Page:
Table 1: Different applications performed by either professional sonographer (radiologist or cardiologist) or a trained clinician 

Point of care ultrasound in Newborns

Indications 

Cranial ultrasound 

 

emergency assessment of suspected hemorrhage

Doppler assessment of cerebral arteries in cases hemodynamic instability e.g. PDA 

Intestinal ultrasound 

Urgent evaluation of suspected necrotizing entercolitis, intestinal ischemia  

Lung ultrasound 

New emerging modality for assessment of common neonatal lung diseases, e.g. RDS, TTN, meconium, pneumothorax, pleural effusions. 

Focused heart ultrasound            

 Assessment of specific neonatal hemodynamics issues 

Vascular assessment 

Blood flow by Doppler for assessment of resistance or shunting of blood through arteriovenous malformation or PDA

Interventional POCUS 

Central line placement, lumber puncture, bladder tapping for urine sample. Peritoneal and pericardial tap of significant effusions  

References

1.        Evans N, Gournay V, Cabanas F, et al. Point-of-care ultrasound in the neonatal intensive care unit: international perspectives. Semin Fetal Neonatal Med. 2011;16(1):61-68. doi:10.1016/j.siny.2010.06.005.

2.        Pereda M a., Chavez M a., Hooper-Miele CC, et al. Lung ultrasound for the diagnosis of Pneumonia in Children: A Meta-analysis. Pediatrics. 2015;135(4):714-722. doi:10.1542/peds.2014-2833.

3.        Escourrou G, De Luca D. Lung ultrasound decreased radiation exposure in preterm infants in a neonatal intensive care unit. Acta Paediatr. 2016:n/a-n/a. doi:10.1111/apa.13369.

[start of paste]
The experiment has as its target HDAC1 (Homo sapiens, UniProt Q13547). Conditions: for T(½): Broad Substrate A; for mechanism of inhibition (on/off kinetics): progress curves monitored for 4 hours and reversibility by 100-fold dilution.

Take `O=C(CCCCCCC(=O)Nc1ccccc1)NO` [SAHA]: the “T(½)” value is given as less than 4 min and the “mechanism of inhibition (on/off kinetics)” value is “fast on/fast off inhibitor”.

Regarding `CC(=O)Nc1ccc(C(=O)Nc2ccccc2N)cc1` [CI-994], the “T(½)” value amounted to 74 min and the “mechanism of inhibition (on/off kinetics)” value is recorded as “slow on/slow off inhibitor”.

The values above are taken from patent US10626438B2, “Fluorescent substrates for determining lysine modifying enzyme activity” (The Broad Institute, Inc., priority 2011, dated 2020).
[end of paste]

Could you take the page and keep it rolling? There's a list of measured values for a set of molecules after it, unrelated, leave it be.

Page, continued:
4.        Volpicelli G, Elbarbary M, Blaivas M, et al. International evidence-based recommendations for point-of-care lung ultrasound. Intensive Care Med. 2012;38(4):577-591. doi:10.1007/s00134-012-2513-4.

5.        Elsayed Y, Abdelmawla M, Narvey M. A model of integrated lung and focused heart ultrasound as a new screening examination in infants at risk of respiratory or hemodynamic compromise. 2017;6(1):1-14. doi:10.7363/060131.

6.        Xirouchaki N, Magkanas E, Vaporidi K, et al. Lung ultrasound in critically ill patients: comparison with bedside chest radiography. Intensive Care Med. 2011;37(9):1488-1493. doi:10.1007/s00134-011-2317-y.

7.        Liu J, Cao H-Y, Wang X-L, Xiao L-J. The significance and the necessity of routinely performing lung ultrasound in the neonatal intensive care units. J Matern Neonatal Med. 2016;7058(March):1-6. doi:10.3109/14767058.2016.1152577.

8.        Copetti R, Cattarossi L. Lung Ultrasound in Newborns, Infants, and Children. 2011:241-245. doi:10.1007/978-3-642-21247-5.

9.        Dilli D, Suna Oğuz S, Erol R, Ozkan-Ulu H, Dumanlı H, Dilmen U. Does abdominal sonography provide additional information over abdominal plain radiography for diagnosis of necrotizing enterocolitis in neonates? Pediatr Surg Int. 2011;27(3):321-327. doi:10.1007/s00383-010-2737-8.

10.      Bohnhorst B. Usefulness of abdominal ultrasound in diagnosing necrotising enterocolitis. Arch Dis Child Fetal Neonatal Ed. 2013;98:F445-50. doi:10.1136/archdischild-2012-302848.

11.      Gale HI, Gee MS, Westra SJ, Nimkin K. Abdominal ultrasonography of the pediatric gastrointestinal tract. World J Radiol. 2016;8(7):656. doi:10.4329/wjr.v8.i7.656.

12.      Kim H-Y, Kim I-O, Kim WS, Kang GH. Bowel sonography in sepsis with pathological correlation: an experimental study. Pediatr Radiol. 2011;41(2):237-243. doi:10.1007/s00247-010-1806-4.